Turkey: Erdogan withdraws from treaty to prevent and combat violence against women

Turkish President Recep Tayyip Erdogan’s decision to withdraw from the world's first binding treaty to prevent and combat violence against women may be seen not only as a blow to the human rights of Turks, but as a retrograde step taking the country further away from Kemal Atatürk’s model of a modern, progressive and secular nation-state.

Hard-liners from Erdogan’s Islam-oriented party called for a review of the agreement, arguing it is inconsistent with Turkey's conservative values by encouraging divorce and undermining the traditional family unit.

Ironically, Turkey was the first country to sign the Council of Europe’s “Convention on preventing and combating violence against women and domestic violence” at a committee of ministers meeting in Istanbul in 2011, with the law coming into force in 2014.

“This move is a huge setback to these efforts and all the more deplorable because it compromises the protection of women in Turkey, across Europe and beyond,” said Council of Europe Secretary General, Marija Pejčinović Burić.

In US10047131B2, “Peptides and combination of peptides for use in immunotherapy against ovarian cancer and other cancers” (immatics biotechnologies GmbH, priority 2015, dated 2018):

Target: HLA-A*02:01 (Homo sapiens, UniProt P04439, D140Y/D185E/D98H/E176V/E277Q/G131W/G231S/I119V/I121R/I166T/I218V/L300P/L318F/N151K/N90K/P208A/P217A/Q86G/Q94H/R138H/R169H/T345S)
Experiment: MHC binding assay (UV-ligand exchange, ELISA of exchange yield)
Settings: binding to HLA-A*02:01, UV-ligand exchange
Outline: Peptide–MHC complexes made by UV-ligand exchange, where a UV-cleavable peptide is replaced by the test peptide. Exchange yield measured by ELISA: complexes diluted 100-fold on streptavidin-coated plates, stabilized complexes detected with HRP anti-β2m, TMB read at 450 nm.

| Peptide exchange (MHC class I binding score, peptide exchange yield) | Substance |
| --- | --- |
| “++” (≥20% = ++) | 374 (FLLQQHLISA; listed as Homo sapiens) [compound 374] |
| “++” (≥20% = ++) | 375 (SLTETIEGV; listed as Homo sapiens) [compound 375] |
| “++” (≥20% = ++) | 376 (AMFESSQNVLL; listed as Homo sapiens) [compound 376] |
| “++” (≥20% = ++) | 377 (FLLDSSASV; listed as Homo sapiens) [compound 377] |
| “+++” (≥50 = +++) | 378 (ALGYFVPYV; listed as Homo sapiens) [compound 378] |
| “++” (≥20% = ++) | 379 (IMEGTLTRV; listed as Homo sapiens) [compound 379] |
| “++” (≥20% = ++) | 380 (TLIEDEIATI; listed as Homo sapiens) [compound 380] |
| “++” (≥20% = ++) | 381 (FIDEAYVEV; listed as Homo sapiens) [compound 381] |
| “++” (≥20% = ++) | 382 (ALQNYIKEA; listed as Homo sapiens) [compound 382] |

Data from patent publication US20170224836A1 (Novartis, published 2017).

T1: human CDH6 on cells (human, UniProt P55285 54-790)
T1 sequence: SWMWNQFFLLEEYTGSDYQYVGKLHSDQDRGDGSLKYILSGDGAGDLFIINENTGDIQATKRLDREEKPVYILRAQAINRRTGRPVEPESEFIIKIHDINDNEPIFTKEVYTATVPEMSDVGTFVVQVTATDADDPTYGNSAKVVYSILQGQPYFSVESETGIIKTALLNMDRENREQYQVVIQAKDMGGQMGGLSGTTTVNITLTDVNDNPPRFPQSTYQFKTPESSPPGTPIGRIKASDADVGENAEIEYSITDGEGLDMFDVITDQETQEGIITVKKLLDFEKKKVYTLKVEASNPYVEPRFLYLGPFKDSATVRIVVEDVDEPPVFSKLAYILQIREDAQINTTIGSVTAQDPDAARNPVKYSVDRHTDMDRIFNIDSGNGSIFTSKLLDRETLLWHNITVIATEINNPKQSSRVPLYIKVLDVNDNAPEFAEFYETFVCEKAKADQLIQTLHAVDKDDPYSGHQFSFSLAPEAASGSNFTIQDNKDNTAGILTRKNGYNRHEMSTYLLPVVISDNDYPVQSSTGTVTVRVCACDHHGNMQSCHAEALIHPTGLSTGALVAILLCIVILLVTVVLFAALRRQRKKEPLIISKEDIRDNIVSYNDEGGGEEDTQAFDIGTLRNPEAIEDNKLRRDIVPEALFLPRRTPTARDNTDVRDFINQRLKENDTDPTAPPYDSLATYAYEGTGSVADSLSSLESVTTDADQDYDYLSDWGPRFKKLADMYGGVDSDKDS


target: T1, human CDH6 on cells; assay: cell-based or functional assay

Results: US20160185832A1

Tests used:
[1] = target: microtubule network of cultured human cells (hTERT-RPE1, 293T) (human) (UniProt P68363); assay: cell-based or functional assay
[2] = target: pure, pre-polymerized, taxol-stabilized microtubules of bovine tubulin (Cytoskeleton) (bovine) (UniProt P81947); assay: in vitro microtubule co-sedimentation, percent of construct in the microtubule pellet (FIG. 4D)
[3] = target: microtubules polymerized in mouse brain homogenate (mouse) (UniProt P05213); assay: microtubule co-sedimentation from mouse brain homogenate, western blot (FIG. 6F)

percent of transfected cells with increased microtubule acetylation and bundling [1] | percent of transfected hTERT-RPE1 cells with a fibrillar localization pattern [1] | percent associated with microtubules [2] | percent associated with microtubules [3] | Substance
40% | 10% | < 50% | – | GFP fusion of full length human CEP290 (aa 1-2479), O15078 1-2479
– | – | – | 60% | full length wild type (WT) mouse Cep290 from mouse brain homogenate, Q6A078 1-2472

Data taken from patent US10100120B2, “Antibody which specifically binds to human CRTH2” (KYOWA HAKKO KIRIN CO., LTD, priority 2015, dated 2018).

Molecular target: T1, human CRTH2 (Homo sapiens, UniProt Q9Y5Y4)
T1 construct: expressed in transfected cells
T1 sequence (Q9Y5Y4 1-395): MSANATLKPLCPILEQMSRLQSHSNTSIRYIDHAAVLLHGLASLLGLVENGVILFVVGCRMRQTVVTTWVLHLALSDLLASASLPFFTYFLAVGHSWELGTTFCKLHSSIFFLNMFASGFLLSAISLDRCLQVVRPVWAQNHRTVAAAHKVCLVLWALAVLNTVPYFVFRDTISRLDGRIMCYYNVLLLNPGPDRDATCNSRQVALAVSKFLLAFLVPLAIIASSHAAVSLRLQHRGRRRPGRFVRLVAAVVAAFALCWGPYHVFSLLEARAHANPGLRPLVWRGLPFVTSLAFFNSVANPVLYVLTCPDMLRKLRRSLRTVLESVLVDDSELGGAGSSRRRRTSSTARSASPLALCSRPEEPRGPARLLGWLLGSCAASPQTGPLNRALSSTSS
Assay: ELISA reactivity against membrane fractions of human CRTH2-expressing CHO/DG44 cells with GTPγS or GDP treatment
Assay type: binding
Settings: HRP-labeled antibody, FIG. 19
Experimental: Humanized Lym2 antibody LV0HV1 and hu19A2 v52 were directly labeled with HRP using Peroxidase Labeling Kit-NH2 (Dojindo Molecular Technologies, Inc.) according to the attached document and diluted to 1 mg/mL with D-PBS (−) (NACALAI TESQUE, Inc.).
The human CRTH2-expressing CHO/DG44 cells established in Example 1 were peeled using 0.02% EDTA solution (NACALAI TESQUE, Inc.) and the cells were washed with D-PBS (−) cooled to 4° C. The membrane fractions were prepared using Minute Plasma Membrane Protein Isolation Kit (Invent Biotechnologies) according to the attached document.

A total of 77 women have been killed since the start of the year, according to the We Will Stop Femicide Platform. Some 409 women were killed in 2020, with dozens found dead under suspicious circumstances, according to the group.

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Numerous women's rights groups slammed the decision. Advocacy group Women's Coalition Turkey said the withdrawal from a human rights agreement was a first in Turkey. “It is clear that this decision will further encourage the murderers of women, harassers, rapists,” their statement said.

Many women suffer physical or sexual violence at the hands of their husbands or partners, but up-to-date official statistics are unavailable. The Istanbul Convention requires states to collect data.

Hundreds of gathered in Istanbul on Saturday, wearing masks and holding banners, calling for Erdogan's resignation.

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